Lookeen is a powerful desktop search for Windows systems that requires the Microsoft .Net Framework 4.0. Up until now, it was only available as a commercial version. This changes with today's release of Lookeen Free, a feature-limited version of the program that anyone can download and use.
The free version uses the same technology as the paid version of Lookeen. The core difference between both versions is the limitation to drive-c in the free version.
Lookeen Free is an indexed-based desktop search program which means that it needs to index contents on the drive before it returns search results.
Update: The developers have released a new version of the program that addresses the two core issues we had with it. First, the restriction to index contents of drive c: exclusively has been lifted which means that the program is capable of indexing other drives as well now.
The second feature is the removal of features from the interface of the free version that are not supported by it so that you don't run into usability issues in this regard anymore. We have adjusted the rating of the program to reflect this. End
The indexing may take some time as it depends on factors such as the number and size of files or the speed of the drive itself.
The installation itself holds no surprises and the first thing you should do after starting the program is to select Index > Start to start the indexing process. Lookeen Free will index contents automatically as well but it may take some time before it starts doing so.
Search results are updated in real-time even while contents are still indexed. Results are displayed automatically as you type and direct matches are highlighted in the results listing.
The program distinguishes between indexing files and indexing contents of select file types.
One of the advantages of content indexing is that matching strings in files are included as well by default.
A click on a result displays a preview of it in Lookeen's interface, a double-click (or enter) loads it in the default file viewer on the system.
Several filters are provided to narrow down the results listing. A year and month filter is displayed at the bottom which you can use to display only results of the selected year or a month.
The "everything" menu lists options to filter by type, for instance by mail, contacts or attachments. While it is listed in the free version, it is unfortunately of no use as the free version is not indexing Outlook data.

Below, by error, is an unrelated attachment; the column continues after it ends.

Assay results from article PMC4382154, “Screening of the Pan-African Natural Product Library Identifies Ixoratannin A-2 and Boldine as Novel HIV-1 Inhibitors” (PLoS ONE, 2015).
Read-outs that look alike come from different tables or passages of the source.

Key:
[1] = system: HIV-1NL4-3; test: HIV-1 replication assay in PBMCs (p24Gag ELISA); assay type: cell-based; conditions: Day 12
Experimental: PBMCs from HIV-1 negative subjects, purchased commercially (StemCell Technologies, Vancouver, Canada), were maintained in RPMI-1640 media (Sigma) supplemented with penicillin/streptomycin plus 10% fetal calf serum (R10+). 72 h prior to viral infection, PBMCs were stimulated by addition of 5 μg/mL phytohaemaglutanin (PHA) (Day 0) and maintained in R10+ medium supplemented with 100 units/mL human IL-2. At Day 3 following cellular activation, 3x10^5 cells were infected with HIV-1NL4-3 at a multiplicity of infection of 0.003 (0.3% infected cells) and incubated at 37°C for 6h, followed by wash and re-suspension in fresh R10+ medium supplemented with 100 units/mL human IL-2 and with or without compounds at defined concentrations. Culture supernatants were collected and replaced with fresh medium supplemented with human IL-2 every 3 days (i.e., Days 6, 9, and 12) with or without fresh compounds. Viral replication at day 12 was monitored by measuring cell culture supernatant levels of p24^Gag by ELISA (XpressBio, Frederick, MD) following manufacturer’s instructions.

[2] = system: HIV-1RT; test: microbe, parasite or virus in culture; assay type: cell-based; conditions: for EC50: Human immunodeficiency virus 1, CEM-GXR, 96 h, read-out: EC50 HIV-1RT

A click on options lists various useful preferences to control application behavior. There it is possible to block certain locations on the drive from being indexed for example.
Other options include customizing the index schedule which is set to every two hours by default. A time period in which contents should not be indexed, and an exclusive period for the indexing can be set on this page.
The index details page of the options lists all file types the program indexes by default. You may add or remove file extensions on the page and change the local index data path as well.
The program supports a global shortcut Ctrl,Ctrl to bring it to the front but it did not work reliable during tests (maybe because I interpreted it wrong).
Lookeen Free supports a handful of additional features. Searches can be bookmarked for faster access, and there is a history that displays the most recent searches to load them again as well.
Lookeen Free is not as fast as search programs such as Everything. While that is the case, it may still prove useful, especially if you want a program that indexes in real-time, searches file contents and displays previews of them in its interface.
The fact that unsupported features are still displayed in the interface is problematic as it adds noise to. Several menus and buttons cannot be used in the free version and it would make sense to remove them from it to clean up the interface and improve usability in the process.
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Ghacks is a technology news blog that was founded in 2005 by Martin Brinkmann. It has since then become one of the most popular tech news sites on the Internet with five authors and regular contributions from freelance writers.